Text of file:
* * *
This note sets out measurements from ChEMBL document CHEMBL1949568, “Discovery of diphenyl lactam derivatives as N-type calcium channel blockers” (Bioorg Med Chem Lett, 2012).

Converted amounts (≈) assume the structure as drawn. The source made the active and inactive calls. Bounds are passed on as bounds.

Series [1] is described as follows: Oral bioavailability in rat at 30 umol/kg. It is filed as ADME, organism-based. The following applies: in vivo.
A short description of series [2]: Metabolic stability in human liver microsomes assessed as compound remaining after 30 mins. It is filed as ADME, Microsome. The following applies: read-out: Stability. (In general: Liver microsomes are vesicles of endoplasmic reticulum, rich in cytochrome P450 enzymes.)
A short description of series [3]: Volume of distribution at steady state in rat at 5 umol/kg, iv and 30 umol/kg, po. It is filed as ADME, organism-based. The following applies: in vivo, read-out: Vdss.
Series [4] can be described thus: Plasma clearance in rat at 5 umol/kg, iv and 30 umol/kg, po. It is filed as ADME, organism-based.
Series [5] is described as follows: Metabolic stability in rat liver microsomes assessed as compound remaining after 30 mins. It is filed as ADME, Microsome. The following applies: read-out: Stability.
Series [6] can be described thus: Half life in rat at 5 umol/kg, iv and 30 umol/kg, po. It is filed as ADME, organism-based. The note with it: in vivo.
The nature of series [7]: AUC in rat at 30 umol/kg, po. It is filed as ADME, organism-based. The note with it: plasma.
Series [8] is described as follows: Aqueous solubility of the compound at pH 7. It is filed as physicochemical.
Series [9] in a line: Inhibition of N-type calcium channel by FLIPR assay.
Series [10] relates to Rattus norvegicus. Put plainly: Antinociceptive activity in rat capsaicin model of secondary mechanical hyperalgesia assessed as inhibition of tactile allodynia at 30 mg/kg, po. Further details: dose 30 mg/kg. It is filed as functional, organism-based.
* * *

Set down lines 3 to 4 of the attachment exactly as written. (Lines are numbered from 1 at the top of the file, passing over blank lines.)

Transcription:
Series [1] is described as follows: Oral bioavailability in rat at 30 umol/kg. It is filed as ADME, organism-based. The following applies: in vivo.
A short description of series [2]: Metabolic stability in human liver microsomes assessed as compound remaining after 30 mins. It is filed as ADME, Microsome. The following applies: read-out: Stability. (In general: Liver microsomes are vesicles of endoplasmic reticulum, rich in cytochrome P450 enzymes.)